If you don’t know what NaNoWriMo is, you obviously don’t have Twitter.
That’s all I can say. But chances are that you probably DO know what NaNoWriMo is, and if you’re reading this post, you might be desperately trying to finish those 50,000 words.
I’ve done this thing five times now: November 2012, June 2013, November 2013, June 2014 and now November 2014. As I’m writing this post, I just wrote the 57,255th word and finished my (shortest ever) NaNo novel.
Out of the three times I’ve done the November version, I’ve finished the whole novel every time – in 2012 that was over 70,000 words. And fair enough, I was in year nine – I had nothing else to do except bludge in maths (I feel sorry for my teachers).
But it’s been busier for me every year, and this time around, I didn’t even think I could do it.
My inner voice was like:
There are ways, though, to do it.
1) Make goals for yourself. And writing every day really does help.
Your goal might not be 50,000 – it might be less. But I did mine in lots of 1000 words. Then I would reward myself (lots of chocolate was harmed in the writing of this novel). And during the month of November, it really IS good to write every day – it keeps you into the story. I find that if I miss one day I’m more likely to miss more.
2) Set aside one day in the month and write a LOT.
This might be impossible for you – it almost was for me. I have school five days a week and then work on Saturdays and Sundays, plus a lot on top of that. But one Sunday two weeks ago, I decided I was going to write 10,000 words. Which is quite a lot of words in one day. It might be easier to set aside one day, though, than a few hours every day.
3) Seriously, though, don’t listen to your inner editor.
My novel is probably the worst thing that has ever been created.
But fast-drafting means that you can’t worry about that. And I got very worried. I was like, “but my first draft is WORSE than everyone else’s first draft.” And then I remind myself that I don’t keep a single word in the second draft anyway, so it doesn’t matter.
You cannot be worrying about how awful your words are. Trust me. In these last few days, just belt them out and don’t look back.
Music has been really helpful to me this time. Last year I listened to Disney songs. This year I listened to Birdy on repeat. Whatever works for you! But music helps get me in the zone and blocks out everything else.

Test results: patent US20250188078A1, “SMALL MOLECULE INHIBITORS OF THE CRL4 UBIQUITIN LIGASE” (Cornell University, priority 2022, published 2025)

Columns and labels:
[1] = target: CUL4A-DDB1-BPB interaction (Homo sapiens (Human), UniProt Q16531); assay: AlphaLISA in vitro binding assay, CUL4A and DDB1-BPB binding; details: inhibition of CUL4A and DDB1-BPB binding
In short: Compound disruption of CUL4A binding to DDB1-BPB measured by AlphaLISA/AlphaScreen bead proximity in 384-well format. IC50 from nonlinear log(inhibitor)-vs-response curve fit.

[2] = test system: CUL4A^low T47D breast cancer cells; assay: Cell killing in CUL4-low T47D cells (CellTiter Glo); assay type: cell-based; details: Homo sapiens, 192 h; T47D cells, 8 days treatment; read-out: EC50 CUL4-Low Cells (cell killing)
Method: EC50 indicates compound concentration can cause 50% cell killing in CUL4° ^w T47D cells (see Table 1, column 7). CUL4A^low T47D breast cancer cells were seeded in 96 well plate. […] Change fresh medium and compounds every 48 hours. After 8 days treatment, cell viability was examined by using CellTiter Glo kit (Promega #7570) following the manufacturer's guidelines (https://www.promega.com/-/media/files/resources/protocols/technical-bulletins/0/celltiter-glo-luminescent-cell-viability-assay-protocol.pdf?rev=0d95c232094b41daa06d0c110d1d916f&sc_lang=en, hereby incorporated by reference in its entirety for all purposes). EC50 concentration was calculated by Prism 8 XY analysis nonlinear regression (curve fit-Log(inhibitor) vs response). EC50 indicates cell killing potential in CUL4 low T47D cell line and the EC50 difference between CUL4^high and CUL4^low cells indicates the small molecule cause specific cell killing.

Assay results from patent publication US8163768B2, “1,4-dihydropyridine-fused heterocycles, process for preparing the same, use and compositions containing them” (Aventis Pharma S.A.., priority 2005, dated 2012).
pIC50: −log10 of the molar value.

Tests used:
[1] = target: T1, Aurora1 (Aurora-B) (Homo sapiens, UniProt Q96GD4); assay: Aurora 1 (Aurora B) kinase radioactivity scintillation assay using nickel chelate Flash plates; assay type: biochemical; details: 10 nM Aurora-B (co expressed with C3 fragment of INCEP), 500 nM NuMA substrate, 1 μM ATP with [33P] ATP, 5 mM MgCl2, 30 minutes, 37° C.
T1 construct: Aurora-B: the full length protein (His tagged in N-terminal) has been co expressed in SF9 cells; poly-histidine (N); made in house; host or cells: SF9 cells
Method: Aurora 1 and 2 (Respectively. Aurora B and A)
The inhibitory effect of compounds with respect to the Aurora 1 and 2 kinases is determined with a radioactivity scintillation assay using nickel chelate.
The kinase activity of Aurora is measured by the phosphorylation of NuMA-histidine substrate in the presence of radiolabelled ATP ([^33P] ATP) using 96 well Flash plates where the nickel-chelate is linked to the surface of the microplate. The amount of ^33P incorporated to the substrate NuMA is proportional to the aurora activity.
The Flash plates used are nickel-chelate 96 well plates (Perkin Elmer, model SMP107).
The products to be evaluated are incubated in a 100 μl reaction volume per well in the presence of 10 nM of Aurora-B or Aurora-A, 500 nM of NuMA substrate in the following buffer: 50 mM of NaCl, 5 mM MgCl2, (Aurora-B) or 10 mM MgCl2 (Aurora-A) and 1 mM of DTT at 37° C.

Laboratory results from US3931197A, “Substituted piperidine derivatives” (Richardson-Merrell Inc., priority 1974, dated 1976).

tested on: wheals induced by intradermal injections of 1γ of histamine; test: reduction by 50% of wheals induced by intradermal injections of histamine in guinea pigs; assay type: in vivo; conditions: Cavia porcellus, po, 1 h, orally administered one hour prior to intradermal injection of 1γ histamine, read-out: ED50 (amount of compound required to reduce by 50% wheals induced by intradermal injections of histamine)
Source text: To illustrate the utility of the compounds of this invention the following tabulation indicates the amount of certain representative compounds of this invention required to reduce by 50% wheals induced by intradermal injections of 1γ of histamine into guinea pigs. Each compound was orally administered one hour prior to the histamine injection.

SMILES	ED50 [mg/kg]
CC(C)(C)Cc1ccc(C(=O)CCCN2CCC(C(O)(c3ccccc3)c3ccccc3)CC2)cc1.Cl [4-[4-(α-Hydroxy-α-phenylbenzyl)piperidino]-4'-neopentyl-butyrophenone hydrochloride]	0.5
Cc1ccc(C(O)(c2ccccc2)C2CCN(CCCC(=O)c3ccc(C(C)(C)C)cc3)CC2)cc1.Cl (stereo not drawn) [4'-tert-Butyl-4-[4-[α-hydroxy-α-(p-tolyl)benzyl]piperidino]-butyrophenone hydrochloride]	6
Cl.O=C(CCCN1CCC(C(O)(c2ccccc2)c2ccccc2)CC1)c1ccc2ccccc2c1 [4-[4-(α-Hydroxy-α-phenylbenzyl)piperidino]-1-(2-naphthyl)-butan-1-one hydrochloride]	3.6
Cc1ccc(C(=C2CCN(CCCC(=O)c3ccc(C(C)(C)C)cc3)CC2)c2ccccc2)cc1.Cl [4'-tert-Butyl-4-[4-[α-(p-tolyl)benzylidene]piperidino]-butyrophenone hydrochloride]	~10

Embrace your inner Jennifer Lawrence (everyone has one, don’t lie to yourself).
You need fuel to write. And if that fuel is chocolate, all the better. Props to you if it’s carrot sticks or something, as well. That’s self-restraint.
6) Writing sprints.
These are honestly the best way to write, I’ve found. My best was about 1500 words in half an hour, and that can really make a difference to your word count – that’s almost a whole day’s worth. And obviously some parts are harder to write than others, but if you can get a solid amount done in half an hour, all the better.
Give a shout-out on Twitter, and you might have some people joining you. @FriNightWrites also has awesome sprints going.
Even if you’re a pantser, it’s useful in these last few days to write an outline of where you’re going so that you can write as quickly as possible. You’re not going to get there if you’re floundering around wondering what’s happening.
8) Write something fun.
Whatever genre you’re writing, if you have a fun scene, you’re more likely to want to continue writing it. A “fun” scene for you might not be fun at all – I like writing sad scenes, for instance. But it helps to remind me WHY I’m doing this. First drafts make me fall in love with writing all over again.
9) And most of all, don’t beat yourself up if you don’t get there.
I’m in high school. I have more time than most. Which is why I can afford to spend my time on this – but not everyone DOES have that time. Remember that every word you wrote is more than you had at the start of November. I’m proud of all of you. Hugs.
Good luck, everyone! I’ll be cheering.
Emily Mead is currently procrastinating on study. She does this a lot.
Future Emily isn’t going to be very happy.
She wishes you luck with NaNoWriMo and assures you that her first draft is 90 million times worse than yours.